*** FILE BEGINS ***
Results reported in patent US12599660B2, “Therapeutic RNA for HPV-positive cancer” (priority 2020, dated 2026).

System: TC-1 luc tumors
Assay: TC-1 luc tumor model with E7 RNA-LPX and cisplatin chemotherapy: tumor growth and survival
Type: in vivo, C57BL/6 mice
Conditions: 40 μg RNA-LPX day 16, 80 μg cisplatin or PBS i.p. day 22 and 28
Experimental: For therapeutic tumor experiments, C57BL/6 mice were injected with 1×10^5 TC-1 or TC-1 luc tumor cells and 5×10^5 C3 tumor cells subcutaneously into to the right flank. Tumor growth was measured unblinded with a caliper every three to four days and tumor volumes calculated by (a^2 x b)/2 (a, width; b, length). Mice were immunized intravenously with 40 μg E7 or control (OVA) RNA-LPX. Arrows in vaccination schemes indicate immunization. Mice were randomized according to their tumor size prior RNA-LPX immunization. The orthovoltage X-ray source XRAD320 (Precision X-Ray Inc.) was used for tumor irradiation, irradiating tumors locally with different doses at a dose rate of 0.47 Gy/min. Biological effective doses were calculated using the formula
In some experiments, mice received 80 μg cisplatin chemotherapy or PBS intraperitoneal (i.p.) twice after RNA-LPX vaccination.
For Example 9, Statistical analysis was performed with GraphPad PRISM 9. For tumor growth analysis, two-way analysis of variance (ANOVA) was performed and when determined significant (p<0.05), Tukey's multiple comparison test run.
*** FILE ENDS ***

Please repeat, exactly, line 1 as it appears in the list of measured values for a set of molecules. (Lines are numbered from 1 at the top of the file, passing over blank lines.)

Results reported in patent US12599660B2, “Therapeutic RNA for HPV-positive cancer” (priority 2020, dated 2026).